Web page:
William Hooker had particularly objected to Nesfield's Palm House
parterres. But the geometric parterres and East Terrace were not
only an essential part of the original setting of the Palm House,
but central to the 19th century design of the Royal Botanic Gardens.
Nesfield's text that accompanied his plans states that the parterres
were designed with an emphasis on the long-term practicalities of
maintaining the gardens. For example, stone kerbing would minimise
the erosion of the design through time, and remove the labour of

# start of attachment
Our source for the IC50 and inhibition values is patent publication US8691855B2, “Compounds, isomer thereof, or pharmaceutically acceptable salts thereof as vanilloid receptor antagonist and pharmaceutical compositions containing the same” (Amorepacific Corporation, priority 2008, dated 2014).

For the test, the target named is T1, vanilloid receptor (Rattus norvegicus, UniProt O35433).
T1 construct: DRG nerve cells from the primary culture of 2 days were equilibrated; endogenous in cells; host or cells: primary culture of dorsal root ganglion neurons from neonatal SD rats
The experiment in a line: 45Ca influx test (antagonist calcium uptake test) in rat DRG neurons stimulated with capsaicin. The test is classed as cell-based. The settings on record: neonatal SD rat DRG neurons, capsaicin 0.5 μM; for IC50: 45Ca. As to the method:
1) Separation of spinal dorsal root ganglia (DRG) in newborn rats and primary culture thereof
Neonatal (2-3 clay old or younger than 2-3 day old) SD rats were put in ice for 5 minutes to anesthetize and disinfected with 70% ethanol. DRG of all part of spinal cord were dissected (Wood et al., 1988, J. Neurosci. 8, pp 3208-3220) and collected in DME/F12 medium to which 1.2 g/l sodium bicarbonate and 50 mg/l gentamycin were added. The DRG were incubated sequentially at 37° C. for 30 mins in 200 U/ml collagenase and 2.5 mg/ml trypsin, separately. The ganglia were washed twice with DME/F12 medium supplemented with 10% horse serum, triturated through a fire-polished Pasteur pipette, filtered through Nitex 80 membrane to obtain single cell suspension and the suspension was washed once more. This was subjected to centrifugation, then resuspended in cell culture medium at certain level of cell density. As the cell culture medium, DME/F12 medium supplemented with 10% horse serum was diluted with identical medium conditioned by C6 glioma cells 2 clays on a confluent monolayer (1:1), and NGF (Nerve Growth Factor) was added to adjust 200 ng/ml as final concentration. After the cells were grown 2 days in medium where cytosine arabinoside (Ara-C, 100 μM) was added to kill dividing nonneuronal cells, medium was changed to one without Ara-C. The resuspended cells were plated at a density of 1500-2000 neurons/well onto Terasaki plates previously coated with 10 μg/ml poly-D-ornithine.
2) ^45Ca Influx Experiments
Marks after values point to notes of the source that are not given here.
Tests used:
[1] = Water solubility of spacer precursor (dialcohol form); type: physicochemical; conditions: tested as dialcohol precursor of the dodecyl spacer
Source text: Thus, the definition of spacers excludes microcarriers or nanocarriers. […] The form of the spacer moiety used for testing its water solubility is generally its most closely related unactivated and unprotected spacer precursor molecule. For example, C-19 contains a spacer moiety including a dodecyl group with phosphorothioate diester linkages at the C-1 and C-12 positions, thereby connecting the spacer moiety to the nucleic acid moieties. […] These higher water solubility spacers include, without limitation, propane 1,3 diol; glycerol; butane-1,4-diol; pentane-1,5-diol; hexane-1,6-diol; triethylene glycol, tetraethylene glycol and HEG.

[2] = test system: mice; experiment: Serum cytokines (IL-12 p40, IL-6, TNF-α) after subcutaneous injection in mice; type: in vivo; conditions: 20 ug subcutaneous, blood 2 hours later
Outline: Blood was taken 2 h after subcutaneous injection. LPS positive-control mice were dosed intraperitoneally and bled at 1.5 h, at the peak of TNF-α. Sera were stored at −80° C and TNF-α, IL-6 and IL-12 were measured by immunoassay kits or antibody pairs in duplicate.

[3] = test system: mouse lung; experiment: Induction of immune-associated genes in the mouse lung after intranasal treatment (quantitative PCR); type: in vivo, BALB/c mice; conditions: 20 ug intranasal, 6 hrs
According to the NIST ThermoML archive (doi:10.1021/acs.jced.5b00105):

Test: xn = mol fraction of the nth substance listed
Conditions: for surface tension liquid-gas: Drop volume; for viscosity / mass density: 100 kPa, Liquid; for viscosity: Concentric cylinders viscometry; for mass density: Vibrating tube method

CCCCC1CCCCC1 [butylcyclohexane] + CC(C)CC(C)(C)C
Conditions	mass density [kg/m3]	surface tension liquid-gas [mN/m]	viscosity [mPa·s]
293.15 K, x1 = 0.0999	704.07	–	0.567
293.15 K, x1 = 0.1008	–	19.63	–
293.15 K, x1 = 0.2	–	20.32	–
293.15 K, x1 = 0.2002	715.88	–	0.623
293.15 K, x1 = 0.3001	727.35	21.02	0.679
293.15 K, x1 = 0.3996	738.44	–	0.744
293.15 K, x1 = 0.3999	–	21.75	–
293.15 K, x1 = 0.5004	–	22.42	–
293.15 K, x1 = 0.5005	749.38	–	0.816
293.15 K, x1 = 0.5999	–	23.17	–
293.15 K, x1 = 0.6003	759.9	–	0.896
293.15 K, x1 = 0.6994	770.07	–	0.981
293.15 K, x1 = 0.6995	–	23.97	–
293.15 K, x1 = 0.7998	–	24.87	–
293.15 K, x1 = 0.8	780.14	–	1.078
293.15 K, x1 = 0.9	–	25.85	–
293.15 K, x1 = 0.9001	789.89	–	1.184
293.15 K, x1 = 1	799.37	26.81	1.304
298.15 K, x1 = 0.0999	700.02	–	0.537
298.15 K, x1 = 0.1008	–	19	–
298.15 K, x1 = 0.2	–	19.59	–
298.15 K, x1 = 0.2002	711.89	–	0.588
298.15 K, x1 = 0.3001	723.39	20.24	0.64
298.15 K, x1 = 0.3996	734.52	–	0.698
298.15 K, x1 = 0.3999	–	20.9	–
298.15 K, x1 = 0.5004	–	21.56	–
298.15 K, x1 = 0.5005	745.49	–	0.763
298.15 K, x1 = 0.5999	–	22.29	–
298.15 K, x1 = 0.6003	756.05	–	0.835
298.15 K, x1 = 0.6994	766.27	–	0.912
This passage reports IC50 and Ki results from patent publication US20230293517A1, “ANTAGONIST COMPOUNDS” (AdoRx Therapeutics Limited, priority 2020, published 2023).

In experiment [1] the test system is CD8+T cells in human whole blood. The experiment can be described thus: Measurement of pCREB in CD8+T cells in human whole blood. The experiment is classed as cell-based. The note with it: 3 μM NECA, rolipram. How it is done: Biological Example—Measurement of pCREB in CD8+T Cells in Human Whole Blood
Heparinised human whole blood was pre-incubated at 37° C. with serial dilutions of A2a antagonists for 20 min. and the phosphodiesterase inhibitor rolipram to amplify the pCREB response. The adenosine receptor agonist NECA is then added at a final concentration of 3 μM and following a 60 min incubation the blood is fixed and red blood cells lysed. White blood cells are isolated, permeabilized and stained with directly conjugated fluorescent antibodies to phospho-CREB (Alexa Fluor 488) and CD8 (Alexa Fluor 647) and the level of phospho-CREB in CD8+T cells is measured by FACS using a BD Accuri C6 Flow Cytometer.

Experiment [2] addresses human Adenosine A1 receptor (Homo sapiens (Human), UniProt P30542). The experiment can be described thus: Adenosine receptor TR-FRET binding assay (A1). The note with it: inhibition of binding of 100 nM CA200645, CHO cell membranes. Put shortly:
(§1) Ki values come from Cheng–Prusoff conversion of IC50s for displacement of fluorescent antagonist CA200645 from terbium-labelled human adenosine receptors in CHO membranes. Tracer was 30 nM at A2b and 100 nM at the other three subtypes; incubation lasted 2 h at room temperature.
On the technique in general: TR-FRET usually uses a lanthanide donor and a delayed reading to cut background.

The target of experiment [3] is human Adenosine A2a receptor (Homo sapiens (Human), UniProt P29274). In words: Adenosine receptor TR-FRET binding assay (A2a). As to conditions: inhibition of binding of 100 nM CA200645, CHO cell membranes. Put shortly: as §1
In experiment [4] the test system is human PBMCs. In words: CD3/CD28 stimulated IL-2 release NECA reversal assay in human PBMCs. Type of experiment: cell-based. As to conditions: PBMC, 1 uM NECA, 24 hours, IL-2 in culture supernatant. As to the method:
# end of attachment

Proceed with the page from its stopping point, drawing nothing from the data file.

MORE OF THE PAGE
maintaining turf edges. Nesfield's notes on the side of the designs
may have been intended to mitigate some of Hooker’s concerns.
Nesfield also designed a further set of geometrical parterres to
line the south side of the Orangery, but though the ground was levelled
in preparation it seems they were never built. Hooker's apparent
dislike of Nesfield's geometric gardens may explain why, and may
also explain why both Burton and John Smith designed the more curvaceous
parterres built in the Herbaceous Ground.
Nesfield also landscaped Burton's main Broad Walk and the formal
plantings along its length were central features in the landscape
design of the Gardens, seen by all its visitors.
Back to: 1841-1885:
The flowering of Kew